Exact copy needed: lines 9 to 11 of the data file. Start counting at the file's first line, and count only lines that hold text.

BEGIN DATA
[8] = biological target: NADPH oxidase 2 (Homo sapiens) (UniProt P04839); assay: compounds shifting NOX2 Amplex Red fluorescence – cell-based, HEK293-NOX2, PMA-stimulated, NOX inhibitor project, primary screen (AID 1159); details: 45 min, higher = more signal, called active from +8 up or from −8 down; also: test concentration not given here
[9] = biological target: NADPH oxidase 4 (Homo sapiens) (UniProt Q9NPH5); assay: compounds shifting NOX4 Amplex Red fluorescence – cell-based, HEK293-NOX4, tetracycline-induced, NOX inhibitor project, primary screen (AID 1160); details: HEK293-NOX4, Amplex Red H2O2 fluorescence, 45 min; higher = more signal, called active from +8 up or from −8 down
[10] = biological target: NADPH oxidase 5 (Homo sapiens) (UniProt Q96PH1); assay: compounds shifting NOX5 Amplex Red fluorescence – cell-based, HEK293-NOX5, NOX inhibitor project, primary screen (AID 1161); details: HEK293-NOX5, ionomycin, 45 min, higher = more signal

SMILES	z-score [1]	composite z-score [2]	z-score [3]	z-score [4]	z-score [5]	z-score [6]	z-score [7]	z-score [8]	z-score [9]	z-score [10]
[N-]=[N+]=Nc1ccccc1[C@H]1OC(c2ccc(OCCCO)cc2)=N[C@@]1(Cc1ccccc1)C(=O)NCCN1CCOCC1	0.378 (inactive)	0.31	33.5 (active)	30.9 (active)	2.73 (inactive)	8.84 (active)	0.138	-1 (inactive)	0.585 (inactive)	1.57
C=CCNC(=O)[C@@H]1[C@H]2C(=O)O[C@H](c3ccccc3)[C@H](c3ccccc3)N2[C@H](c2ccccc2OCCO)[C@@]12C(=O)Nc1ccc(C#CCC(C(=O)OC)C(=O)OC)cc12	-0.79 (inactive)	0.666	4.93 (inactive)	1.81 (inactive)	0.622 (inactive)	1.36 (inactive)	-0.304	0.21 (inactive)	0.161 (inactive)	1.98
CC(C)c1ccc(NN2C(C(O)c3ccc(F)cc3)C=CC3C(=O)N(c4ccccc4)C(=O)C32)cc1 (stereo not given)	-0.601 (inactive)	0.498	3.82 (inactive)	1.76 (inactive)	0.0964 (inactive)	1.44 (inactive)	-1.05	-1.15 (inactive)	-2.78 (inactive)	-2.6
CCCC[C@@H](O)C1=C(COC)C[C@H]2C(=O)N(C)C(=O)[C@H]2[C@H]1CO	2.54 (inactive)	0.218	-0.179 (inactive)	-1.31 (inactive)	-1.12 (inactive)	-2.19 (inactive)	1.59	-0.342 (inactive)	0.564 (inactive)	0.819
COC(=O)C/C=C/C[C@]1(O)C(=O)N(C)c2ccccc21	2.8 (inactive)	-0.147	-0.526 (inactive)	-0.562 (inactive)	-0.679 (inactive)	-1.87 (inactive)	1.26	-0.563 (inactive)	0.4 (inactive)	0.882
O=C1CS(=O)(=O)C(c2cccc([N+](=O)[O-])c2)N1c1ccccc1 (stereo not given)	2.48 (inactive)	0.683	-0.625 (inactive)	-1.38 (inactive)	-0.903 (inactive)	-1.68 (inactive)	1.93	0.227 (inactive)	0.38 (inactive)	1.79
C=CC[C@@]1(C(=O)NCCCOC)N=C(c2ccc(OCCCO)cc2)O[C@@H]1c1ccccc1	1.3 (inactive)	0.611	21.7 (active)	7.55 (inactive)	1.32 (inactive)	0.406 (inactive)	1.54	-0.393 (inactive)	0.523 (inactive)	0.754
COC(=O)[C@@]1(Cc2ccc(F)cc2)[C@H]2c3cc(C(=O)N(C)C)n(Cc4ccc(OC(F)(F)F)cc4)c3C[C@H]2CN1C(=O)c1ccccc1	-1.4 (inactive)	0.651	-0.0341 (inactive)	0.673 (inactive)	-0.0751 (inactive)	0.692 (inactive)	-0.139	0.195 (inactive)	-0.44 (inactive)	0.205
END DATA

COC(=O)C/C=C/C[C@]1(O)C(=O)N(C)c2ccccc21	2.8 (inactive)	-0.147	-0.526 (inactive)	-0.562 (inactive)	-0.679 (inactive)	-1.87 (inactive)	1.26	-0.563 (inactive)	0.4 (inactive)	0.882
O=C1CS(=O)(=O)C(c2cccc([N+](=O)[O-])c2)N1c1ccccc1 (stereo not given)	2.48 (inactive)	0.683	-0.625 (inactive)	-1.38 (inactive)	-0.903 (inactive)	-1.68 (inactive)	1.93	0.227 (inactive)	0.38 (inactive)	1.79
C=CC[C@@]1(C(=O)NCCCOC)N=C(c2ccc(OCCCO)cc2)O[C@@H]1c1ccccc1	1.3 (inactive)	0.611	21.7 (active)	7.55 (inactive)	1.32 (inactive)	0.406 (inactive)	1.54	-0.393 (inactive)	0.523 (inactive)	0.754